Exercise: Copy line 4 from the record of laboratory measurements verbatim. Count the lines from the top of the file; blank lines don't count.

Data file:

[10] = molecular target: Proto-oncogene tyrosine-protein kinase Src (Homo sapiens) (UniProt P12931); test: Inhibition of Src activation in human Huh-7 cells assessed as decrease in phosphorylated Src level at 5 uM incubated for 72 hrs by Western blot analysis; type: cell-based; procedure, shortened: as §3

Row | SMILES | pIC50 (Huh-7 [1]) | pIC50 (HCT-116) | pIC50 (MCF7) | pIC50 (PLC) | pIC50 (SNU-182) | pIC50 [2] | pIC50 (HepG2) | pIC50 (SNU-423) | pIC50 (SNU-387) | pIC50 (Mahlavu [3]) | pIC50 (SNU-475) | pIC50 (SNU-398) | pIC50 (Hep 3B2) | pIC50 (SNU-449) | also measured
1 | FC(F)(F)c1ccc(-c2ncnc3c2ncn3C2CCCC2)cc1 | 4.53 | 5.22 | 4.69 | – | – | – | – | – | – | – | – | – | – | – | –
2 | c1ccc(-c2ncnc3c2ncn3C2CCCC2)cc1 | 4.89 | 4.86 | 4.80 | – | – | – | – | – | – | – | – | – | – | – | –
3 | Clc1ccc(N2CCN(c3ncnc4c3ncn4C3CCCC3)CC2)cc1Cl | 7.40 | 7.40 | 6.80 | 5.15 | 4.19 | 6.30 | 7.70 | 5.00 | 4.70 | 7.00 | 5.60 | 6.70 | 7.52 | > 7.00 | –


2 | c1ccc(-c2ncnc3c2ncn3C2CCCC2)cc1 | 4.89 | 4.86 | 4.80 | – | – | – | – | – | – | – | – | – | – | – | –